Alert is a quarterly magazine published by Doctors Without Borders/Médecins Sans Frontières (MSF-USA) that features compelling stories and photography from our work in the field. Below is an excerpt from MSF-USA Board President Africa Stewart's introduction to the Fall 2019 issue (Vol 20. No. 3.), Fighting Superbugs: The Global Threat of Antimicrobial Resistance
For nearly fifty years, Doctors Without Borders/Médecins Sans Frontières (MSF) has been responding to the most urgent humanitarian crises around the world. From our organization's founding in the wake of war and famine in Biafra to our response to the catastrophic 2010 earthquake in Haiti to the massive mobilization to fight the Ebola epidemic in West Africa, we've always adapted our responses to meet the unique needs of our patients.
We’re now facing a very different kind of emergency, one that is far less visible and much more insidious. At MSF projects around the world, we see growing antimicrobial resistance—which means that many of the drugs we’ve relied on for decades to treat our patients are simply not working.
Antimicrobial drugs, and antibiotics in particular, are invaluable tools to stop life-threatening infections, curb outbreaks, and save lives. So what will we do without them? What are the alternatives?
I ﬁrst encountered antibiotic resistance as a young intern in Philadelphia, while I was training in a free clinic for women. We learned to follow the antibiotic updates year after year as chlamydia and gonorrhea were becoming increasingly difficult to treat. When I began working with MSF and my practice expanded to include patients around the world, I came to understand how urgent the threat of antimicrobial resistance, or AMR, truly is.
The World Health Organization has declared that “antibiotic resistance is one of the biggest threats to global health, food security, and development,” yet international efforts to combat it tend to focus on wealthy countries.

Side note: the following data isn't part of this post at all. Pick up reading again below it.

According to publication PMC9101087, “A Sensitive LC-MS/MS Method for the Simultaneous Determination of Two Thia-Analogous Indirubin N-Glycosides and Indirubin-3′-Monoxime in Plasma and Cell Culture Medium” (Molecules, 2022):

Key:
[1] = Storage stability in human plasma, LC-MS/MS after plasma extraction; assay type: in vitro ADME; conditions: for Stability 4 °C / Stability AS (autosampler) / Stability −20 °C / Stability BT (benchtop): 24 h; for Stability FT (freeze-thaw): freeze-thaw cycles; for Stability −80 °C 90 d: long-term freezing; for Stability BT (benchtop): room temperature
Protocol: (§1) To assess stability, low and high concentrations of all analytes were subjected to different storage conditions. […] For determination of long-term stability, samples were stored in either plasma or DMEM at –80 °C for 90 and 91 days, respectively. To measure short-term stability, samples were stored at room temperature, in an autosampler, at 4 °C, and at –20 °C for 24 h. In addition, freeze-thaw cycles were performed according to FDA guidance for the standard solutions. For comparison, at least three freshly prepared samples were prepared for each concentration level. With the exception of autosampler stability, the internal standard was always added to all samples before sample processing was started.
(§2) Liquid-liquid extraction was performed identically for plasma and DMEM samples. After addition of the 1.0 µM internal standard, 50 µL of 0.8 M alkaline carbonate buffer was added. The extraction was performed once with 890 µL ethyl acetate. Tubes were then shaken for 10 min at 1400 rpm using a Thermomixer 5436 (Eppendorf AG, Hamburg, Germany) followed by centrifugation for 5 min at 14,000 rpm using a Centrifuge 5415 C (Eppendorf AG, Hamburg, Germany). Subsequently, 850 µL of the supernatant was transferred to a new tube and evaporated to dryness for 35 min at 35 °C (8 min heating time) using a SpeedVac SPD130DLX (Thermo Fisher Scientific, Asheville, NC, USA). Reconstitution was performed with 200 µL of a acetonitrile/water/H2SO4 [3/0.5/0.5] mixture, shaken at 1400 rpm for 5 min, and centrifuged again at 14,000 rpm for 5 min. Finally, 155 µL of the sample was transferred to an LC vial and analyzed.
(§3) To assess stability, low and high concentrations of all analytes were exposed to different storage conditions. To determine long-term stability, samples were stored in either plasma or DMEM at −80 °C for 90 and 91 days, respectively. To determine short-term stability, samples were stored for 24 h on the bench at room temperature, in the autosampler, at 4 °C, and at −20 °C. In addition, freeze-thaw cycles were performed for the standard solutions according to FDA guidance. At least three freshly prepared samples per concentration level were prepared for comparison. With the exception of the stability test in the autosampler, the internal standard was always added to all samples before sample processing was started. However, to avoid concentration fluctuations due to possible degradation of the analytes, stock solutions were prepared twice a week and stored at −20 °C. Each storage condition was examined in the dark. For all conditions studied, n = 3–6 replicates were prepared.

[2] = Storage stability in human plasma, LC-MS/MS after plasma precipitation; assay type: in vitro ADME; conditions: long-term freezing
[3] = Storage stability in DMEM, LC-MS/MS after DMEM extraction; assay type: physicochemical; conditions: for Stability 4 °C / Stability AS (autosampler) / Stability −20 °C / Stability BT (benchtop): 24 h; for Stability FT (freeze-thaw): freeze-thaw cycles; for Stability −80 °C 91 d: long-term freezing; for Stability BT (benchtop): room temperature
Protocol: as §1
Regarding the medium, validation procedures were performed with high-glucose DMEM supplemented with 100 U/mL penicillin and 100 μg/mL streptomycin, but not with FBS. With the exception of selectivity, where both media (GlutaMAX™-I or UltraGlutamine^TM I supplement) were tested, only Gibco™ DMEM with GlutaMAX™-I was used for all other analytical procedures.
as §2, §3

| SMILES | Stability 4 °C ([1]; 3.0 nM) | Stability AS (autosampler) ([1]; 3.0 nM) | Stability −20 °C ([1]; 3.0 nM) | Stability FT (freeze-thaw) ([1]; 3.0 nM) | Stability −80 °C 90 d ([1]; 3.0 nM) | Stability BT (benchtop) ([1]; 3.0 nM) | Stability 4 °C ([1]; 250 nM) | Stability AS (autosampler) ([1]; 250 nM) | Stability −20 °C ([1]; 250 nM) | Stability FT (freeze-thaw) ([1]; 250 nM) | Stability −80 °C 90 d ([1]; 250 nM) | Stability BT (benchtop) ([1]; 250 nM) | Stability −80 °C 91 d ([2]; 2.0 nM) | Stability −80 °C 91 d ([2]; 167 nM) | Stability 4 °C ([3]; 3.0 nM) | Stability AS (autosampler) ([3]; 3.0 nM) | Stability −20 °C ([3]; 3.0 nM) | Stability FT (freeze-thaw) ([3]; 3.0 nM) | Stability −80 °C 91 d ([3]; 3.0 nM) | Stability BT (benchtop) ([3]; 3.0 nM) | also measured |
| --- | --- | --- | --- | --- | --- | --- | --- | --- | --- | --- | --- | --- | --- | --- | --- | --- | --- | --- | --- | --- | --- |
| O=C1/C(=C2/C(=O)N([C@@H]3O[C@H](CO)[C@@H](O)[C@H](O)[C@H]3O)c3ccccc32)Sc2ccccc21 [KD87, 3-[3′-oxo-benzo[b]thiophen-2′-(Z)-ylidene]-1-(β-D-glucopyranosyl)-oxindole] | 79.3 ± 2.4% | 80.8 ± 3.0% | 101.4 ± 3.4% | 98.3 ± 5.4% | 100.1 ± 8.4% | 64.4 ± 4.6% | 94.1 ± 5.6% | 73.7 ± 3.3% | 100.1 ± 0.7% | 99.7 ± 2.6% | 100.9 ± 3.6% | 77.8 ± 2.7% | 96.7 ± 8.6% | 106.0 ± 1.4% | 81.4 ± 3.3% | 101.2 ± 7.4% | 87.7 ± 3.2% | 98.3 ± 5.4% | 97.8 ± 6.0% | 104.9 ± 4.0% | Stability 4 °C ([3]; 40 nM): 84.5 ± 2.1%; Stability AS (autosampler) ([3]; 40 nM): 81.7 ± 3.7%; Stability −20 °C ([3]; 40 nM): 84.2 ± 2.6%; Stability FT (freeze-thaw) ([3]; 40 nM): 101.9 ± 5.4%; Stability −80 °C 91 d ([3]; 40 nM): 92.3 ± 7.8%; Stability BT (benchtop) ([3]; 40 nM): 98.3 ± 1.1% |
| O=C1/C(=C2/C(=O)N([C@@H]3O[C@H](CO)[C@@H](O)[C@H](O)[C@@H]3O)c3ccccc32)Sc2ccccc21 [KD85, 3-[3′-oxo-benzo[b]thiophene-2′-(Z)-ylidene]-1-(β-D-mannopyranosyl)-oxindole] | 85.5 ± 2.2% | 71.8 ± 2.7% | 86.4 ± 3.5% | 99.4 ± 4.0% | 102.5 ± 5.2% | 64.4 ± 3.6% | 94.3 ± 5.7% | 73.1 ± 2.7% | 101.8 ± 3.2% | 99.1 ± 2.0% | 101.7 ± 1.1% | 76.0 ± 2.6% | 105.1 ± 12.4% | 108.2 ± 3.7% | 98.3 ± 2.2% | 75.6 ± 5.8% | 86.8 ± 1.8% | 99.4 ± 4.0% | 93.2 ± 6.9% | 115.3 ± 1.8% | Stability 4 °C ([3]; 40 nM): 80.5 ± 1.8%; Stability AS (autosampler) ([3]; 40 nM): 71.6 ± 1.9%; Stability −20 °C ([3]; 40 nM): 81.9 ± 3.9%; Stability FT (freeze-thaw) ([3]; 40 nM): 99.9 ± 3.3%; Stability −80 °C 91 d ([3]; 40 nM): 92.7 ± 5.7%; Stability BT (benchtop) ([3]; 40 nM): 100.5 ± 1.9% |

AMR is a particularly pressing problem in countries with weak or failing health systems, poor sanitation, and especially in regions at war. If these criteria sound familiar to you, it’s for good reason: nearly all of the places where MSF works fall into one or more of these categories. Around the world, our teams are encountering drug-resistant bacteria, often at worryingly high rates.
In our reconstructive surgery program in Amman, Jordan, for example, up to 60 percent of the infections our doctors and nurses treat in war-wounded patients from across the Middle East are resistant to antibiotics.
In Gaza, more than a thousand Palestinians are now suffering from chronic bone infections—many of them resistant to antibiotics—after being shot by the Israeli army during demonstrations that began in 2018. And in Port-au-Prince, Haiti, where MSF runs the only specialized center in the country for the treatment of severe burns, patients are particularly vulnerable to antibiotic-resistant infections that can further complicate already difficult recoveries.
To face this threat, we are doing what we always do when confronted with a new challenge: we adapt and we innovate. In these pages you’ll learn about the many ways our teams are working to ﬁght antimicrobial resistance in our projects from the forests of Cambodia to the ﬁelds of southern Mali. We’re also sharing research and expertise with partners and national ministries of health. A challenge as complex as AMR requires a broad slate of strategies tailored to unique contexts and needs, from the implementation of cutting-edge technology to decidedly low-tech, community-based solutions.
None of these efforts would be possible without your support. Donors like you ensure that MSF is able to ﬁnd ways to provide our patients with the highest quality care possible, no matter the emergency. We will continue to look for opportunities to improve our medical operations and help preserve lifesaving antibiotics for future generations. Thanks, as always, for all that you do.
Africa Stewart, MD
President, MSF-USA Board of Directors